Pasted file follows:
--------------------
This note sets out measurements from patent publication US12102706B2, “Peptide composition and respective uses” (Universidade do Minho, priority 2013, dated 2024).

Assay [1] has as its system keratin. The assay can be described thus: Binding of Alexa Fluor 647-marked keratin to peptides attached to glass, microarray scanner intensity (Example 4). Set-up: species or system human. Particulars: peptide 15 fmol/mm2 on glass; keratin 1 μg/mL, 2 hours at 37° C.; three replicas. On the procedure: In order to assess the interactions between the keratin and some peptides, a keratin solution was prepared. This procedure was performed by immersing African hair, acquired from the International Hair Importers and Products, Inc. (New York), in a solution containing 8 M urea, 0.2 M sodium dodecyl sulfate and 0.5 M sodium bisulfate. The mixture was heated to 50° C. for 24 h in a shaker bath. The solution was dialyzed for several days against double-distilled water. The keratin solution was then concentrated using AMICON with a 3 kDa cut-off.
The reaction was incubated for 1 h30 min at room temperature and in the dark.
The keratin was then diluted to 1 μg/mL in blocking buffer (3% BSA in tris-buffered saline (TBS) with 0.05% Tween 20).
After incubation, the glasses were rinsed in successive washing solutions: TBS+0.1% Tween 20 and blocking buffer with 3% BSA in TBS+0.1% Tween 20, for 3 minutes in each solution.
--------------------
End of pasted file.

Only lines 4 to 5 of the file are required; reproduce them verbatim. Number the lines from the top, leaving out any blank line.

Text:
The keratin was then diluted to 1 μg/mL in blocking buffer (3% BSA in tris-buffered saline (TBS) with 0.05% Tween 20).
After incubation, the glasses were rinsed in successive washing solutions: TBS+0.1% Tween 20 and blocking buffer with 3% BSA in TBS+0.1% Tween 20, for 3 minutes in each solution.